3 reasons you are messing up with your finances

By Larissa Fernand |  22-05-22 | 

If you are not happy with your portfolio or your savings or how your money is being spent, it is probably nothing to do with discipline. It could be strong psychological factors at play. Lack of clarity and too much of attention to the wrong factors could lie behind the failure.

Read on.

  • Mistake: You blindly copy the investment decisions of others.  
  • Reality: You have to figure out what you want your money to do for you.

There is a lot of conversation about tactical asset allocation, economics, strategy, and deep analysis on stocks and funds. What needs to first happen is to link the use of our money with what is important to you.

If you ask people why they invest the way they do, they will probably say that an influencer on social media suggested it. Or a relative did. The ONLY correct answer would be along the lines of, it fit well into my portfolio to give me the highest likelihood of meeting my goals.

Investing is not an end in itself. You must be clear on why the money is invested where it is. If you're not, you're investing based on other people's goals and what you read in the news. Be an educated investor. Have access to really good information. And then overlay that on top of your own personal situation. You've got to be actively engaged in that process, or at least be the co-pilot. 

  • Mistake: You spend to imitate others. 
  • Reality: What makes others feel rich and fulfilled is not the same for you.
René Girard tells us not to ignore “mimetic desire.”

Imagine children at a party playing with balloons. One child suddenly grabs a red balloon and yells: “This balloon is mine!” Inadvertently, all the children drop their balloons and fight over this red balloon. This is so inherent in human behaviour.

Human desire is not a linear process, where a person autonomously desires an inherently desirable object. Rather, we desire according to the desire of others. If we are not aware, others influence us on what to desire. And this is amplified on social media platforms such as Facebook and Instagram.

These social comparisons really impact our financial decisions and emotional well-being. You see the person’s best on Instagram and compare it to your worst. But their failures and disappointments and days of depression are not displayed for the world to see. As explained by French thinker Montesquieu, “If we only wanted to be happy it would be easy; but we want to be happier than other people, which is almost always difficult, since we think them happier than they are.”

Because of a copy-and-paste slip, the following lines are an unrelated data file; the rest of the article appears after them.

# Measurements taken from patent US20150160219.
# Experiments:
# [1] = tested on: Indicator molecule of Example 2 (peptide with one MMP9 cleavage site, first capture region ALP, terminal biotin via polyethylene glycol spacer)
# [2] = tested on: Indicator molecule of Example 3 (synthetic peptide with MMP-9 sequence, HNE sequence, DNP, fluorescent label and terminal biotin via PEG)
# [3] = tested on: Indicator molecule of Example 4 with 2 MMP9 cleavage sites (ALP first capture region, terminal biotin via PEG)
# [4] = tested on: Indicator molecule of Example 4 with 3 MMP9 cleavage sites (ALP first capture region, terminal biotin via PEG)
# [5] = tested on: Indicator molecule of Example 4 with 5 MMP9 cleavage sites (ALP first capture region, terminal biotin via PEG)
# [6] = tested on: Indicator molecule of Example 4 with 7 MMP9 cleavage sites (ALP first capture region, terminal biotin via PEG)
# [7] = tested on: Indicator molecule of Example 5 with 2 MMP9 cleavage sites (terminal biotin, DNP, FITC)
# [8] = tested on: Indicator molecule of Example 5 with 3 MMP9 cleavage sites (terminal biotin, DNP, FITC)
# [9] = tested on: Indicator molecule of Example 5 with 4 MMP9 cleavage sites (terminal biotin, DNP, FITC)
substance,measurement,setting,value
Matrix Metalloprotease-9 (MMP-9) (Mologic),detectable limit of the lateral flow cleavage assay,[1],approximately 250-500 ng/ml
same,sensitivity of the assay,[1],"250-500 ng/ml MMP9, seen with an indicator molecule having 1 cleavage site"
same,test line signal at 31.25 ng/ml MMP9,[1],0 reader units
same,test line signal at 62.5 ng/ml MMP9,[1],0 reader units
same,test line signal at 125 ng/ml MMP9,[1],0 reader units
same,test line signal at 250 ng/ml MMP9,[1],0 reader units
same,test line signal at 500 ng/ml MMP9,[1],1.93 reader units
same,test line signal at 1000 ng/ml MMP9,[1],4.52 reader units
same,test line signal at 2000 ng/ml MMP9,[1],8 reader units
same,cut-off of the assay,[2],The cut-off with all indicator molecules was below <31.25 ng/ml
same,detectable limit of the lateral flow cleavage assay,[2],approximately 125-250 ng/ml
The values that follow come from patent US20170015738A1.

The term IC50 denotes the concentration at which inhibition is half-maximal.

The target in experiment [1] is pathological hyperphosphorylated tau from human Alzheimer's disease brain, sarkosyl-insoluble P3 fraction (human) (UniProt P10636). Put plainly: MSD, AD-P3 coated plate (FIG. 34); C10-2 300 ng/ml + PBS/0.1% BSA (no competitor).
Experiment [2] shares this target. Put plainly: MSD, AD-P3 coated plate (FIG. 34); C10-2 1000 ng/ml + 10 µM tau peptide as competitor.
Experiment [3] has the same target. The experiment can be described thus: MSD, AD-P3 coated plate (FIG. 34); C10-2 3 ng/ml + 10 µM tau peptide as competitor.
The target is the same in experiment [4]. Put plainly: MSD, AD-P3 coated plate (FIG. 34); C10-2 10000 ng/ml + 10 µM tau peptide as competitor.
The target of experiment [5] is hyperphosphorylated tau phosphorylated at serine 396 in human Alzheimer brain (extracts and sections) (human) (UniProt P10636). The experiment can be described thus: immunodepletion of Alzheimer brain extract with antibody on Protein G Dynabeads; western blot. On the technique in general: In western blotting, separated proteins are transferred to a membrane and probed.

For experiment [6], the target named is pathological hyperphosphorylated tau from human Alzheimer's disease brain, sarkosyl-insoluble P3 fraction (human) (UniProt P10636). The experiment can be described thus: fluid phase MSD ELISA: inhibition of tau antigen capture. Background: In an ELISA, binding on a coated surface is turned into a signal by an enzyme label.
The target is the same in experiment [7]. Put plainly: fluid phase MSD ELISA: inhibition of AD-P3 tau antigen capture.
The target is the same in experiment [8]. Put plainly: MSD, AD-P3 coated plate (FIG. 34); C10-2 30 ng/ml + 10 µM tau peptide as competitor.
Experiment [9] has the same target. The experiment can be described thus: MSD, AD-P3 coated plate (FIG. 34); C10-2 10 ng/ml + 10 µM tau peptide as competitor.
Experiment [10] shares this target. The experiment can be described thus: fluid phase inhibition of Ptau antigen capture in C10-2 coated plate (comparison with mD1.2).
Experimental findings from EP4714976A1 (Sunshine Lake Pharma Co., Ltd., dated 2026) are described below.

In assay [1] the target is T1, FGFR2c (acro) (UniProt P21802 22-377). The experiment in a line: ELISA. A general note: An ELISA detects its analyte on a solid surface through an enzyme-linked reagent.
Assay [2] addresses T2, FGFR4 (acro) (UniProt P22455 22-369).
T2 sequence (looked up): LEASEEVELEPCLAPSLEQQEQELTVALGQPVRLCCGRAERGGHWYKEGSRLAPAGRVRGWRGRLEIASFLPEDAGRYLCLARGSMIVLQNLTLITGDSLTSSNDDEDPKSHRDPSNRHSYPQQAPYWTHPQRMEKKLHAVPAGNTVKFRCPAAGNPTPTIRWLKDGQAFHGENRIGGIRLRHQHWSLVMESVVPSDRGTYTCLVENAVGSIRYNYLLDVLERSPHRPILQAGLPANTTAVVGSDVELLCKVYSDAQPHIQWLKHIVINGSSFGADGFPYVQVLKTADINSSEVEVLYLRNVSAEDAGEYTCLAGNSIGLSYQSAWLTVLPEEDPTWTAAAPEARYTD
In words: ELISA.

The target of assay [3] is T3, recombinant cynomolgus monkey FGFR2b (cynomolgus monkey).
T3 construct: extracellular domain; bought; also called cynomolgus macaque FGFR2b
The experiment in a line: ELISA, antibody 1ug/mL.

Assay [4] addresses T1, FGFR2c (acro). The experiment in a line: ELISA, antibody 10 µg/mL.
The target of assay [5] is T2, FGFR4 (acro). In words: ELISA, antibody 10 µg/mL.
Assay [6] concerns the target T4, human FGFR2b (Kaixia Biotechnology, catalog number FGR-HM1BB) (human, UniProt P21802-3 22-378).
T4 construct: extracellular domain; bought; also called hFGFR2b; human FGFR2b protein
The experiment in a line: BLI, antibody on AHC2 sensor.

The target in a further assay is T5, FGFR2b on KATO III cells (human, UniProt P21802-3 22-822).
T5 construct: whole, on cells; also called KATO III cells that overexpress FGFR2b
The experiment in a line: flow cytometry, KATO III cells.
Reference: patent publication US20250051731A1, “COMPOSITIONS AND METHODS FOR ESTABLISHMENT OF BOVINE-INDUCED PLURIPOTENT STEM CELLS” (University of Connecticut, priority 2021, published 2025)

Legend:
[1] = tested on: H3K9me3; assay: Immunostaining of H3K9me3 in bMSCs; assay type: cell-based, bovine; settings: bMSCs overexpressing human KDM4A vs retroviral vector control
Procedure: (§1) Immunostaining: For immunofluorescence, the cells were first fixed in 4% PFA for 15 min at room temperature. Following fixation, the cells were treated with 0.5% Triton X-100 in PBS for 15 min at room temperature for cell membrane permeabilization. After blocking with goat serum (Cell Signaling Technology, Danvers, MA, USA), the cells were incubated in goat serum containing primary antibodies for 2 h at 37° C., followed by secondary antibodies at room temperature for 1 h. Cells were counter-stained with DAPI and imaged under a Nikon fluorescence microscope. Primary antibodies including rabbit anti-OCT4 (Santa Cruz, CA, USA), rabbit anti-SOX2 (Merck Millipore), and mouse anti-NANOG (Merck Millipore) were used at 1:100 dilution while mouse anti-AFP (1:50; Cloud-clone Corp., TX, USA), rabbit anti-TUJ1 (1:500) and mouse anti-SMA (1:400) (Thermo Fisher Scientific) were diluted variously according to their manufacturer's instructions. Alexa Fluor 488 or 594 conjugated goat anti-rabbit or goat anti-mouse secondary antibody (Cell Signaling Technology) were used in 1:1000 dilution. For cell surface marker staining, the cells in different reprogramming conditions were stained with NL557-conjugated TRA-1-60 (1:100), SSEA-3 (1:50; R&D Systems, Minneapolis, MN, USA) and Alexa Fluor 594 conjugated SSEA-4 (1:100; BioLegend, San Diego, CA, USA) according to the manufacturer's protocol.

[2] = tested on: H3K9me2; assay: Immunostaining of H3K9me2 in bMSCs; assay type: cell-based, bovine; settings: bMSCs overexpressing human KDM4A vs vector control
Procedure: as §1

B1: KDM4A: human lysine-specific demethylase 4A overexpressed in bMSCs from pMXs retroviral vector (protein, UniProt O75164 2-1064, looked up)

A lot of your desires don’t emerge from within, but from ‘outside’. You import your most powerful desires from imitating the desires of other people. So deep is mimetic desire that we are unaware that it is truly not our own but have claimed the desire of another as ours. In fact, the entire advertising industry is founded on the exploitation of borrowed desire.

Getting clear about what really matters to you is incredibly important, and not as simple as it appears. Don’t follow the desires of another. What makes them feel rich and fulfilled is not the same for you. Don't blindly follow the investments of another. It may suit his overall portfolio and risk capability, not yours.

  • Mistake: Your goals are written in stone.
  • Reality: It is completely fine to change your mind along the way. 

Carl Richards has some great advice.

Instead of assuming that your goals are written in stone, change the focus. Instead of aiming to be completely right, just aim at being a little less wrong. How is that done?

Once you decide that your goals are not your destination, but a process and a journey, the pressure goes off. You tend not to worry about being right today. Tomorrow you focus on being a little less wrong tomorrow. What may be important to you today may change tomorrow.

You may decide today that you want to retire at the age of 40. But a few years down the road, you may decide that it is really financial independence you desire and are completely fine with not technically retiring from your job.

If we know where we want to go, it's much easier to decide. Do we want to take a train, a plane, or an automobile to get there? But most of the time people argue about the mode of transport without giving thought to about where they are going. Try The Dan Sullivan question: If we were meeting exactly three years from today, what would have to happen in order for you to feel like the last three years have been a success, both personally and financially?

Make a guess. Where do you think you want to go? Take a step forward. When you take that new step forward, new information will become available. This is part of what it means to be human. Give yourself a little slack. You're going to overshoot it, you're going to undershoot, you're going to come back to it. But you will move in the right direction if you pay attention to the right question.

Here he pictorially tells you how to think.

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